Alcohol abuse and alcoholism are associated with a broad range of medical, psychiatric, social, legal, occupational, economic, and family problems. Brett Roth M.D. and Joachim Gruber, M.D., explain that “Parental alcoholism underlies many family problems such as divorce, spouse abuse, child abuse and neglect, welfare dependence, and criminal behaviors, according to government sources and of course.”
The great majority of alcoholics go unrecognized by physicians and health care professionals. This is largely because of the alcoholic’s ability to conceal the amount and frequency of drinking, denial of problems caused by or made worse by drinking, the gradual onset of the disease, and the body’s ability to adapt to increasing alcohol amounts.
Family members often deny or minimize alcohol problems and unwittingly contribute to the continuation of alcoholism by well-meaning behaviors such as shielding the alcoholic from adverse consequences of drinking or taking over family or economic responsibilities. Often the drinking behavior is concealed from loved ones and health care providers.
Alcoholics, when confronted, will often deny excess consumption of alcohol. Alcoholism is a diverse disease and is often influenced by the alcoholic’s personality as well as by other factors. Therefore, signs and symptoms often vary from person to person. There are, however, certain behaviors and signs that indicate someone may have a problem with alcohol. These behaviors and signs include insomnia, frequent falls, bruises of different ages, blackouts, chronic depression, anxiety, irritability, tardiness or absence at work or school, loss of employment, divorce or separation, financial difficulties, frequent intoxicated appearance or behavior, weight loss, or frequent automobile collisions.
Joachin Gruber, M.D., tells us that “Alcoholism is best treated by professionals trained in addiction medicine. Physicians and other health care workers are best suited to manage alcohol withdrawal and the medical disorders associated with alcoholism.
In fact, home therapy without supervision by a trained professional may be life threatening because of complications from alcohol withdrawal syndrome. Usually an alcoholic will experience alcohol withdrawal 6-8 hours after cutting down or stopping alcohol consumption.
Several levels of care are available to treat alcoholism. Medically managed hospital-based detoxification and rehabilitation programs are used for more severe cases of dependence that occur with medical and psychiatric complications. Medically monitored detoxification and rehabilitation programs are used for people who are dependent on alcohol and who do not require more closely supervised medical care. The purpose of detoxification is to safely withdraw the alcoholic from alcohol and to help him or her enter a treatment program. The purpose of a rehabilitation program is to help the alcoholic accept the disease, begin to develop skills for sober living, and get enrolled in ongoing treatment and self-help programs. Most detoxification programs last just a few days. Most medically managed or monitored rehabilitation programs last less than 2 weeks.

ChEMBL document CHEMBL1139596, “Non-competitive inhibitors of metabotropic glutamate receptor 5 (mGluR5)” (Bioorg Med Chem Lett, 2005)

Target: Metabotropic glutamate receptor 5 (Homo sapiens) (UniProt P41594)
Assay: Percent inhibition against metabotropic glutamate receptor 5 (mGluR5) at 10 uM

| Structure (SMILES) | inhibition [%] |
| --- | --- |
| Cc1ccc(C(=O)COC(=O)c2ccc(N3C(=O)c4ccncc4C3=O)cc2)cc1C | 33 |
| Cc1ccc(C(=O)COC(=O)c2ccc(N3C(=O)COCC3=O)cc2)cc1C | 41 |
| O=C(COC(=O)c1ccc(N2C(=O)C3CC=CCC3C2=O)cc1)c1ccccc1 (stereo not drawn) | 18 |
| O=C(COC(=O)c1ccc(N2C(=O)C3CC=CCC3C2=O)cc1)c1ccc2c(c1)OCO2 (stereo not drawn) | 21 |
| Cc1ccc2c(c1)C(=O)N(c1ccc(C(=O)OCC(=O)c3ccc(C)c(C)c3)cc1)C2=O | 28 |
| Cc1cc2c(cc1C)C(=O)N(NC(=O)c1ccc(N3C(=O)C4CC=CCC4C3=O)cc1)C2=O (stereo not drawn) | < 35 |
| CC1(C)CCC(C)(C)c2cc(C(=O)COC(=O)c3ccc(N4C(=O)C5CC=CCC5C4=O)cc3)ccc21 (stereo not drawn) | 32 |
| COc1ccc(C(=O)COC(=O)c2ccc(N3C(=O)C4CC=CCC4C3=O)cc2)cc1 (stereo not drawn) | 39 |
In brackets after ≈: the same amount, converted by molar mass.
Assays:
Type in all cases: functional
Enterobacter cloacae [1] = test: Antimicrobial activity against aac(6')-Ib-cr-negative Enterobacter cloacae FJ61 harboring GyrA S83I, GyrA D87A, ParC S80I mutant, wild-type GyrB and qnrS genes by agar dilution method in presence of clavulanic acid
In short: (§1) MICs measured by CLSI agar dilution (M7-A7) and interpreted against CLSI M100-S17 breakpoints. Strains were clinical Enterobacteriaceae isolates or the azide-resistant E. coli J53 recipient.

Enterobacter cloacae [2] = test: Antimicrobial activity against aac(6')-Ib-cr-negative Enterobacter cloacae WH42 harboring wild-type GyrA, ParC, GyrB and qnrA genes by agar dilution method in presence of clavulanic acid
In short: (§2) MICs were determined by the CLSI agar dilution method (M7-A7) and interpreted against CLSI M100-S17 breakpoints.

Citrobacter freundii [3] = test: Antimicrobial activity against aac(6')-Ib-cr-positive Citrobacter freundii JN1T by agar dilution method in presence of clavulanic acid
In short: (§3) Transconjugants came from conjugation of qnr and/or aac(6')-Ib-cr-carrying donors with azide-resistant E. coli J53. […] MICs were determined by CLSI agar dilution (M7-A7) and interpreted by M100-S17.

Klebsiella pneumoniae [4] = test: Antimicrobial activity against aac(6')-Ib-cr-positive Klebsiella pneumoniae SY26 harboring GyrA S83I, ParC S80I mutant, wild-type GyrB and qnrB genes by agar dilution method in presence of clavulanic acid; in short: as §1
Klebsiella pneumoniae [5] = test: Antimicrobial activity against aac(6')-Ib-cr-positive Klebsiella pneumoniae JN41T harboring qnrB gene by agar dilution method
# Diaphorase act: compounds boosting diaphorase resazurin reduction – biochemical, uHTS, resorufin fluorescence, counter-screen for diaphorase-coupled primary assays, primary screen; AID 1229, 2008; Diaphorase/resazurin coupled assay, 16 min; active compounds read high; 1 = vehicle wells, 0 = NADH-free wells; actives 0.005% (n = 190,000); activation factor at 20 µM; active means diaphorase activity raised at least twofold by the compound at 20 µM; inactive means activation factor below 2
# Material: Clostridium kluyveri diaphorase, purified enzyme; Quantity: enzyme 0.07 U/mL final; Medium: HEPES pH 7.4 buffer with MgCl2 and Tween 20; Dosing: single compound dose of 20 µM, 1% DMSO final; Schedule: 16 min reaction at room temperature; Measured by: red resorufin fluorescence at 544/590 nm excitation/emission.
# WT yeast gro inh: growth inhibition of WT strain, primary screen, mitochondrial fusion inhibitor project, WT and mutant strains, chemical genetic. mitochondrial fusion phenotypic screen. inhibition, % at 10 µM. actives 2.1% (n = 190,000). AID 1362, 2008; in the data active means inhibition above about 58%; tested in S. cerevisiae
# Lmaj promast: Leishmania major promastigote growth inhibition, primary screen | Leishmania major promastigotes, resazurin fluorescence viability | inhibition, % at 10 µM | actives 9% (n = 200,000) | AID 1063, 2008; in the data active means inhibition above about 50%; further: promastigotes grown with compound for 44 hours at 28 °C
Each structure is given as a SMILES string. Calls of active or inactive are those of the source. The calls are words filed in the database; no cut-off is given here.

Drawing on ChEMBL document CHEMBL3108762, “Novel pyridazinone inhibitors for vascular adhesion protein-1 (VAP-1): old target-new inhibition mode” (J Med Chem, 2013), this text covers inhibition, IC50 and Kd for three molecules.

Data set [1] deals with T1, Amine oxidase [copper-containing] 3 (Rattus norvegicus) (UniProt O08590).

Many spouses of alcoholics will tell you that living with them can be unbearable at times. You will find that many of the stories that spouses of alcoholics share are entirely similar, due to the symptoms of alcoholism. Many spouses are abused mentally and physically when their spouse is under the influence of alcohol and they will tell you that they walk on egg shells, most of the time. Very often, the alcoholic cannot perform well at his job, from lack of sleep and from craving alcohol. Alcoholics will sometimes go to work under the influence, which leaves their spouse worried that their income will suffer because of it. Spouses of alcoholics also have a full-time job seeing that their mate makes it to their jobs on time, don’t drive under the influence of alcohol or end up in jail because of their intolerant behavior.
Alcoholics will often argue that their alcoholism has no direct effect on their spouse, but it is extremely common that the spouse will suffer, without any help from their mate. Depression is very common with these spouses, who feel like they are alone, and their spouse’s alcoholism will continuously destroy their lives. Living with an alcoholic is like falling into an endless pit of misery that never ends, until the alcoholic agrees to seek help.
Alcoholism is a disease that effects both husband and wife and needs to be addressed as soon as the problem is identified. Dennis Wholey offers a good look at alcoholism and offers advice. This book is titled, (Wholey, 1998) “The Courage To Change.” Genita Petralli also gives help for alcoholics and their spouses in the book, (Petralli, 2007) “Alternative Approaches To End Alcoholism”.
Al-Anon. (2007). “How Will Al-Anon Help Me?”. Welcome To Al-Anon.
Gruber, Joachim; Roth Brett. (2007). “Alcoholism”. Emergency Care: Consumer Health.
Petralli, Genita. (2007). “Alternative Approaches to End Alcohol Abuse.
Wholey, Dennis. (1988). “The Courage To Change”. Warner Books.